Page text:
They are trained to cut just the tip of the clitoral hood (which would qualify as Type 1 FGM by WHO standards). And there are some doctors who genuinely believe that the intention of the practice is to enhance sexual pleasure, and not moderate sexual desire (as most of the community has long accepted as the reason).
The biggest challenge, I would say, is access to the community members themselves. Bohras are a very close-knit, huddled community where all activities are closely monitored by the authorities, so for those who want to belong, it is very difficult to express dissent. And this practice has been so secretive for so long, it is not easy to get people to debate this in larger groups, which is what we aim to do. We also want to make sure we don't antagonise the community by targeting a practice it holds so sacred.
What were some of your strategies in dealing with the challenges?
For now, we are trying to spread awareness by speaking to community members in small groups, and we have decided to take the path of education, debate and discussions within the community, instead of going in for any kind of litigation that might antagonise people.
You work closely with women from the Bohri community. What are your primary thoughts about the challenges they face? What are we ignoring in our work towards these women?
The Bohras pride themselves on being progressive and liberal when it comes to women, and it is true that almost all Bohra women are educated today, many of them working in different careers.
But it is still the only community in Islam that practices FGC, and when you unpack this aspect of their beliefs, all the typical patriarchal attitudes towards women come pouring out - most Bohras believe that women have too much sexual energy that needs to be curbed to keep them clean and chaste.
The patriarchy of the Bohras is no different from that of any other traditional community, and recently, the new Syedna has only made things more blatant by declaring in sermons that girls should not be sent to universities or be allowed to work in call centres, that they should cover up their bodies if they want to remain virtuous and that they should be encouraged to pursue cooking and stitching clothes...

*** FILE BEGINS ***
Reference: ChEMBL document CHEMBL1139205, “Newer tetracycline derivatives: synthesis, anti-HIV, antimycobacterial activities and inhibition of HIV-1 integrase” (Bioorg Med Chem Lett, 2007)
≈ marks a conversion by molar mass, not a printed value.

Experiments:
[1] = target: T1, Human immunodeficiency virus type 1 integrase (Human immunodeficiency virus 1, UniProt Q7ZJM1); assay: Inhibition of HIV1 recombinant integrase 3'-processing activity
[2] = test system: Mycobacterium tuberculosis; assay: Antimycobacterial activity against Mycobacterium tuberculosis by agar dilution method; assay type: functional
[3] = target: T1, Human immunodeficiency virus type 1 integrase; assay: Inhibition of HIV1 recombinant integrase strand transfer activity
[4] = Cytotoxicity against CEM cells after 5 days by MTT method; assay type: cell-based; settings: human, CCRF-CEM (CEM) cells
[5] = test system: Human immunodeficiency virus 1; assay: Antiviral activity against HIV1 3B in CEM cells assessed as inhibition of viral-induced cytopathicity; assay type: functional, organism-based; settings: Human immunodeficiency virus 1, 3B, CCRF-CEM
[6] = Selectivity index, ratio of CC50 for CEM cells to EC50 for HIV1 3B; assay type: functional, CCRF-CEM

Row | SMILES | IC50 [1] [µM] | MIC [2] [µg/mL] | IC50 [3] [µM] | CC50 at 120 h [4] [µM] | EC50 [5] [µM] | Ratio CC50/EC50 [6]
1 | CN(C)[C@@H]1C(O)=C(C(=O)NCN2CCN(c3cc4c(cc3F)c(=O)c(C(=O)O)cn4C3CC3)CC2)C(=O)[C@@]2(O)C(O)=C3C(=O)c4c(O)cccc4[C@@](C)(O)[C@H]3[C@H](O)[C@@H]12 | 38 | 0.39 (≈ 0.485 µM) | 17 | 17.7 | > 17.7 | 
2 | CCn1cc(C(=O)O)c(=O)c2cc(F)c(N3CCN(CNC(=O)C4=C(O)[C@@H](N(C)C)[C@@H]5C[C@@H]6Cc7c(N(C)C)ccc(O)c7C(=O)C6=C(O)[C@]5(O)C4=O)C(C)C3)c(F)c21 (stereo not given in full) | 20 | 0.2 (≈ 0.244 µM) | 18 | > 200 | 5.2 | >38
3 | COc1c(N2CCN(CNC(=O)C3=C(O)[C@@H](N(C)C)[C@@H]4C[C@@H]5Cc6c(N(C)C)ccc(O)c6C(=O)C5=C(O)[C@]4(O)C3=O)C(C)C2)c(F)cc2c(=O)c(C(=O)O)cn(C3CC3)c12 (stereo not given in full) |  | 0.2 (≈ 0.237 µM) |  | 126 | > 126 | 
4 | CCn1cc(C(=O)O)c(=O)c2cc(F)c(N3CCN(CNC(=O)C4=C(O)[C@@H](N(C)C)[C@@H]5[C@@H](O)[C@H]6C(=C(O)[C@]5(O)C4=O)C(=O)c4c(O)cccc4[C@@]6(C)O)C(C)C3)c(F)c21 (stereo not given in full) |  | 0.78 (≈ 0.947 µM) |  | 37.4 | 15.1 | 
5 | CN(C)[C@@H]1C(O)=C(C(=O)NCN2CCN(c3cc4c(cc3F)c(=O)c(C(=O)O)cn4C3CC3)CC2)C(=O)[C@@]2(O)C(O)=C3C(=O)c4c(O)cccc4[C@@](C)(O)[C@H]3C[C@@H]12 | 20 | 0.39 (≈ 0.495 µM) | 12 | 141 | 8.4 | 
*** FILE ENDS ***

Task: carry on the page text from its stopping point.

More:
The fact that this is a highly educated community that considers itself elite amongst other Muslims is a grim reminder that education is often not enough to genuinely liberate the mind. The only answer, I think, is more education, but of a different kind that focuses more on critical thinking.
What are your dreams for the initiative, and for women in general?
I want to see Bohra women - and women in all communities facing all kinds of discrimination and oppression - stand up and debate, question and demand change. I want the community, both men and women, to choose to end the practice of FGC themselves.
Why does a practice like FGM continue to thrive? What are its key drivers?
FGC thrives because the powers that be in the community have, through decades of patriarchal social systems, managed to pull of a massive brainwashing exercise that makes women believe and accept that they are the inferior founts of social evil and sexual energy who must be tamed, so to speak, in order to maintain a virtuous society.
Like any other patriarchal tradition, this is engrained deep within our subconscious minds from the time we are young, so that even if we think we are liberal, we continue the practice from mother to daughter because it's just something that must be done. What drives this practice on is an active discouragement of independent and critical questioning of anything to do with religion.
It's really typical - you make religion this sacred island that must not be touched no mater how much the world around it changes, you encourage every kind of modernity but make a virtue out of preserving religion in its traditional form, and then convince people to practice all kinds of nonsense in the name of religion (because FGC is not really an Islamic practice).